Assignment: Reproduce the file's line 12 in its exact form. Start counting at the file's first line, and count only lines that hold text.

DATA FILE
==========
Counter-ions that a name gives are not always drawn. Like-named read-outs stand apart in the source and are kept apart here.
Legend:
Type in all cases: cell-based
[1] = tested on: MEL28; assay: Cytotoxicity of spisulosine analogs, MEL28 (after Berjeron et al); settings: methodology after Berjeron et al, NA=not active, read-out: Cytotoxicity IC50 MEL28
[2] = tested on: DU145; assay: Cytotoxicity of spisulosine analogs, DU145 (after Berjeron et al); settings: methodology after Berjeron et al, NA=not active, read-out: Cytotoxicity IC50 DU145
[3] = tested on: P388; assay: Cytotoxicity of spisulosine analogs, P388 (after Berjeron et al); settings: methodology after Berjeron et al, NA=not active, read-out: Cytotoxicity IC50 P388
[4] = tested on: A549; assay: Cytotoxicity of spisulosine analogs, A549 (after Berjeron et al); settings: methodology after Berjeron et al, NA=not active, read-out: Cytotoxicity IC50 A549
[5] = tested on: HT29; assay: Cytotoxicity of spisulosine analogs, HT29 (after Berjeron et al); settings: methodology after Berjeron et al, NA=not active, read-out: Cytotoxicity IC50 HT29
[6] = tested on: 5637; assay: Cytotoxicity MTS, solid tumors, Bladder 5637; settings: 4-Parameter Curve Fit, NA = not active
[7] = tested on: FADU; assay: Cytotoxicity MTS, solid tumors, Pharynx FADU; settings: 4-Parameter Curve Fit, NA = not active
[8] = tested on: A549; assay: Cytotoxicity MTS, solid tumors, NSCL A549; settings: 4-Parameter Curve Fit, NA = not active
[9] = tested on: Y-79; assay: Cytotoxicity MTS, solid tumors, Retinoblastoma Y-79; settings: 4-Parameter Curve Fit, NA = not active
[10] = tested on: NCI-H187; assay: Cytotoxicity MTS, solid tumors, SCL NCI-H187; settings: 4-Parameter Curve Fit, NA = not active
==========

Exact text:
[9] = tested on: Y-79; assay: Cytotoxicity MTS, solid tumors, Retinoblastoma Y-79; settings: 4-Parameter Curve Fit, NA = not active